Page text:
The BlackBerry PlayBook's lack of calendar apps and native email is a failing not a feature, says silicon.com's Natasha Lomas - and a sign that RIM can't deliver fast enough on its mobile ambitions.
The BlackBerry PlayBook, RIM's first tablet, has launched in the US. There's still no official UK launch date but British BlackBerry lovers shouldn't be kept waiting too long. But there is something all PlayBook users are going to have to wait for: native email and calendar apps.
RIM is launching the tablet with a feature it calls BlackBerry Bridge. RIM's big idea here is to use the PlayBook as an extension to its BlackBerry smartphones. Essentially as a reader. No data is stored on the tablet. The PlayBook must be connected to a BlackBerry smartphone by a secure Bluetooth umbilical to access BlackBerry email, calendar and the BBM instant-messaging service.
RIM argues that this approach is better for security since data isn't cached on the PlayBook, which means once the Bluetooth link is severed, all that sensitive info is returned to the phone for safekeeping.
It's worth pointing out that RIM has said it will eventually update the PlayBook with native email and calendar apps - thereby neatly undermining its security argument. Either having native email and calendar on the tablet is insecure or it's not. It can't be both.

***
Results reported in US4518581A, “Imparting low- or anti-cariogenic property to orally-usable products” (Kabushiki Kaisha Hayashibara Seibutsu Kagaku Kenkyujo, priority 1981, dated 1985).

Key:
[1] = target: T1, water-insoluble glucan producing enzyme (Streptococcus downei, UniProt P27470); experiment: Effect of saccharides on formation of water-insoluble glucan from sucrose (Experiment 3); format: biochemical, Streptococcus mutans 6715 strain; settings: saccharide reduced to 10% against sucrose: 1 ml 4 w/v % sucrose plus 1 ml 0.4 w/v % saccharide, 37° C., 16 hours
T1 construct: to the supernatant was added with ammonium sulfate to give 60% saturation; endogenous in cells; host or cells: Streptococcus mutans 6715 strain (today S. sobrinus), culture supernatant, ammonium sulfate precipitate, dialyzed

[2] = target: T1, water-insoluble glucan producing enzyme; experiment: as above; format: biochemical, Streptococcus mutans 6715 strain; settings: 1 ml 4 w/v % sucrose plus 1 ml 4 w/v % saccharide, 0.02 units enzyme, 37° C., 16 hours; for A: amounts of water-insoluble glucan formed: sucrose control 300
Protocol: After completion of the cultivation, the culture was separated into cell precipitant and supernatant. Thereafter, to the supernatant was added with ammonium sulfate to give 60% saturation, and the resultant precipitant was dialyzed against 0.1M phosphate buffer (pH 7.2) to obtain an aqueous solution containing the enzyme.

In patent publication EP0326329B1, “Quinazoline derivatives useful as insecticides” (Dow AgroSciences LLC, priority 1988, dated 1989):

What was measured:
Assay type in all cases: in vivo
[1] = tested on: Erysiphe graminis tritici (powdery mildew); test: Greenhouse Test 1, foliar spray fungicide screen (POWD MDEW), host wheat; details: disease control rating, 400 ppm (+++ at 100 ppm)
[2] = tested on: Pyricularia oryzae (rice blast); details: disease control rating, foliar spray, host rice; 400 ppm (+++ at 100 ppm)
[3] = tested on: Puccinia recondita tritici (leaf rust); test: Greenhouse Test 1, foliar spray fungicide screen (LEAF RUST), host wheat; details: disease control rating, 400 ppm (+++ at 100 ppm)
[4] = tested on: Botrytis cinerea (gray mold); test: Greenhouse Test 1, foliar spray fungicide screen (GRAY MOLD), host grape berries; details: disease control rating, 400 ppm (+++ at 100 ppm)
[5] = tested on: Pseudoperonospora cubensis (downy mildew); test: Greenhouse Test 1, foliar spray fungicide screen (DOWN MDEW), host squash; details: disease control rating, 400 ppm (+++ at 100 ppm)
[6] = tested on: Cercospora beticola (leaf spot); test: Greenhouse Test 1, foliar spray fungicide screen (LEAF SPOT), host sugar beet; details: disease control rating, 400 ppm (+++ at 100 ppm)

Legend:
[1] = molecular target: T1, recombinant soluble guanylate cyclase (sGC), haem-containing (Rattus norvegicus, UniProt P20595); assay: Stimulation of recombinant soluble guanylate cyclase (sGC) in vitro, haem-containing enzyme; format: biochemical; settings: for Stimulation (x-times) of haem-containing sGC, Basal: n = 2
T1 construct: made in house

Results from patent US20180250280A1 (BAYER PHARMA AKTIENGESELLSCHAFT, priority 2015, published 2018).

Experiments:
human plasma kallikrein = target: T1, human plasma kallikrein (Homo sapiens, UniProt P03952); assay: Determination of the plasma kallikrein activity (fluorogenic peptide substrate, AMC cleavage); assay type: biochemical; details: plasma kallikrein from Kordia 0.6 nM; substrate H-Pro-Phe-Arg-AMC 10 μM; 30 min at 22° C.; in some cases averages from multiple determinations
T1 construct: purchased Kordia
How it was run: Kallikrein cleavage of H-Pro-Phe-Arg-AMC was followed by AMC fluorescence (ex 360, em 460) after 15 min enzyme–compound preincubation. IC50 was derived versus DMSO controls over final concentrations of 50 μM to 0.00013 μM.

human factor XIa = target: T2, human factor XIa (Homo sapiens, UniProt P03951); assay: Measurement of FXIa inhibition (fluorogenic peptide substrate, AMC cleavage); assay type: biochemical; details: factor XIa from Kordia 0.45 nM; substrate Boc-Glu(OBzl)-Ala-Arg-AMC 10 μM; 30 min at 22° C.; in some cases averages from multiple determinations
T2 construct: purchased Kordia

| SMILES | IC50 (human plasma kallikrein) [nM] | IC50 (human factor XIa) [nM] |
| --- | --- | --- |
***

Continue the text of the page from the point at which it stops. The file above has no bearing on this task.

Critics of the PlayBook believe that shipping a tablet without native email and calendar is as close to crazy as they can imagine. They say the PlayBook is more lame donkey than prize racehorse unless you already own a BlackBerry smartphone. And even then it's hardly mobile computing at its convenient best to whip out your tablet, whip out your smartphone, fire up a Bluetooth link to connect the two and keep them in close proximity while you check your email on the tablet, hoping no one nips off with your smartphone while you're distracted - because you won't be able to access your email without it.
There's something about this situation that gives me déj